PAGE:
This week’s guest post written by Issac Coplan, comes from the NeuroDevNet KT blog KT Core-ner. It was originally published on March 6, 2015 and is reposted here with permission.
Networking is important to knowledge translation (KT), as relationships are a key part of KT processes. This is where social media can be useful in KT. Websites like LinkedIn provide a platform in which to expand your network and meaningfully engage with stakeholders. If used properly, social media can be incorporated into Integrated KT strategies as well as end-of-grant research dissemination.
What is LinkedIn?
In the Social Media for KT resource (What is social media & where to start) I wrote about LinkedIn.
LinkedIn is known to cater to professional audiences. They are also well designed so that search engines (such as Google and Bing) privilege information on their pages. This means that they will frequently be higher up when someone runs a web-search on your name (this process is also called search engine optimization).
LinkedIn was designed with the idea of allowing a place for professionals to connect online. It works as a sort of online resume or CV and online presence that can be populated with links, articles and posts. LinkedIn is not just about seeking employment, it can be an important tool to connect with a wide range of stakeholders. In April 2014, LinkedIn announced that it reached 300 million registered users, up from 200 million in 2013.
One thing that I should also mention is the power of LinkedIn groups to expand your professional network. In LinkedIn groups, people frequently post questions or scenarios to their group, this allows for a conversation to occur naturally.Research Impact used their LinkedIn group to pose questions to KT practitioners in order to differentiate between knowledge translation and communications. Analysis from the responses to this question on LinkedIn led to a research paper.
Groups can easily be searched (this Boolean search Tip sheet from LinkedIn is helpful). This provides you with access to over 1.5 Million groups. The search feature easily shows you if any of your existing connections are in groups and the relative popularity. This can allow you to quickly determine the groups that are already relevant to your networks.
How can expanding your LinkedIn network help you with your KT?
There are several benefits of networking that include:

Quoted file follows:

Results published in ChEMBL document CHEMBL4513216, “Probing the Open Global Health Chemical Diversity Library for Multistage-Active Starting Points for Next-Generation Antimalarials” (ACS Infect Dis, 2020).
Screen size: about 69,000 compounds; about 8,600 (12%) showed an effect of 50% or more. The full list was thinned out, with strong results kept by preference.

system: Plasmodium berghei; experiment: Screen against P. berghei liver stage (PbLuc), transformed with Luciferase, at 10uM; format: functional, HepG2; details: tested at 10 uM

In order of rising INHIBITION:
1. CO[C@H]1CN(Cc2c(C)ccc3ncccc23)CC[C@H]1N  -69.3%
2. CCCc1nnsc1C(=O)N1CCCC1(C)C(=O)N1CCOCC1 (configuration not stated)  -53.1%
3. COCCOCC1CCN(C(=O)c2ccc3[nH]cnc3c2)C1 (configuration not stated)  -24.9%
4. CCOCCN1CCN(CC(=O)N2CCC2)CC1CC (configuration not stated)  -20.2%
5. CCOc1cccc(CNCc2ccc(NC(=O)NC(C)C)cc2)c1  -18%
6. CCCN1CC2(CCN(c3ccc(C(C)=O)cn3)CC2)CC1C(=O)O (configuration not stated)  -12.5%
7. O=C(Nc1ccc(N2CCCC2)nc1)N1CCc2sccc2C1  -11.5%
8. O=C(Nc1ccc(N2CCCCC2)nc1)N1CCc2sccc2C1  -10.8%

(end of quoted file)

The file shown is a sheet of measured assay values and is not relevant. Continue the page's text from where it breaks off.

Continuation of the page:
- Gaining greater visibility in professional circles
- Being able to contribute to online conversations in your field
- Providing another place for audiences to discover and contact you
In addition, expanding your research teams’ networks can become a rich source for getting feedback on your work. Two ways that this can be achieved are through:
- Gathering feedback from stakeholders to inform your research questions and approach
- Evaluating the work you have already completed.
Instead of creating a LinkedIn group that we would have to recruit members for, the KT Core expands our networks (connections to our profile page) by targeting policymakers, practitioners and other researchers that may find NeuroDevNet’s research useful in their work and sending them an invitation to connect.
LinkedIn can also be a part of a strategy to evaluate KT Products. For the evaluation of ResearchSnapshots, the KT Core sent personal messages to selected members of our LinkedIn network. We asked the same questions of stakeholders in: Cerebral Palsy, Fetal Alcohol Spectrum Disorder, and Autism Spectrum disorder and included a link to the ResearchSnapshots on our website for each of these major projects. We wanted to answer questions like:
- Do you find the snapshot a) interesting, b) useful, c) both useful and interesting? d) Neither useful nor interesting?
- How have/would you use these ResearchSnapshot(s)?
- If you would not use these ResearchSnapshot(s), why?
This provided the KT Core with valuable insight into the ways that different products are used, or could be used by different knowledge users.
By: Isaac Coplan (KT Coordinator, NeuroDevNet KT Core)